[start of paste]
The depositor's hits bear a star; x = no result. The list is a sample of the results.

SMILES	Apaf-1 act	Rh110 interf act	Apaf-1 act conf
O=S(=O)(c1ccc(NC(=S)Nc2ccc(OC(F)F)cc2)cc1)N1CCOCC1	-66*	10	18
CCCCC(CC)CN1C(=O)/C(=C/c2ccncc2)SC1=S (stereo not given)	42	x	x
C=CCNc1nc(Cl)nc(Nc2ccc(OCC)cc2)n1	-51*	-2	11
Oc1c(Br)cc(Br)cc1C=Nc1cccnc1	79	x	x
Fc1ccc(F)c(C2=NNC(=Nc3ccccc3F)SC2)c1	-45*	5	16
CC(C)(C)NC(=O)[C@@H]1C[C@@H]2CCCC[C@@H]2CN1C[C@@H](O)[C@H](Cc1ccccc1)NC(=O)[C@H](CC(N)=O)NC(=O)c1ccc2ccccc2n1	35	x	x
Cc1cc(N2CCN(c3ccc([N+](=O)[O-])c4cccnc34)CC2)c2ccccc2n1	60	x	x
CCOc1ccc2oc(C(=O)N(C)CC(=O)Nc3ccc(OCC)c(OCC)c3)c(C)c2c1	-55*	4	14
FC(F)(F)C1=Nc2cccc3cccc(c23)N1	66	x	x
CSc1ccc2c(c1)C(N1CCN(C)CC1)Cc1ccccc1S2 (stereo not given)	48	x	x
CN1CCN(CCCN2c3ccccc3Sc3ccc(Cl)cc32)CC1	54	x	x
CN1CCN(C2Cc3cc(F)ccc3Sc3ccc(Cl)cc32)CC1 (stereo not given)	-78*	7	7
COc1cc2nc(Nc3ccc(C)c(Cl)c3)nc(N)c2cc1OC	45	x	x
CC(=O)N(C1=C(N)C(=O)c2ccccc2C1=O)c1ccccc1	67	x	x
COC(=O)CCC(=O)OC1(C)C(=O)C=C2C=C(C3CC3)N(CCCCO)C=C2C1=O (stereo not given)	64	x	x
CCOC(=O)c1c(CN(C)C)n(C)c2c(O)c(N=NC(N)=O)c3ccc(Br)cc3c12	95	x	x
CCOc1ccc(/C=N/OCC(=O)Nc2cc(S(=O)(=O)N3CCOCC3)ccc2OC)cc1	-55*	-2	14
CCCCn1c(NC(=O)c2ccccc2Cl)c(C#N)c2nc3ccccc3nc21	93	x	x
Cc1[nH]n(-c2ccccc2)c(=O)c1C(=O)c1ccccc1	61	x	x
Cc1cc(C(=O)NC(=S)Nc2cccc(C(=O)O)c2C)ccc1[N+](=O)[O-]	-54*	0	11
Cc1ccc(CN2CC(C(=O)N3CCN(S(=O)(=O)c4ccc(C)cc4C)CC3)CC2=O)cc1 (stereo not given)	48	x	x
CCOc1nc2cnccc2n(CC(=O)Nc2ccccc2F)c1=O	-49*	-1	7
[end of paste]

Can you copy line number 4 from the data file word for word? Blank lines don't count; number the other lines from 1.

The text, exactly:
CCCCC(CC)CN1C(=O)/C(=C/c2ccncc2)SC1=S (stereo not given)	42	x	x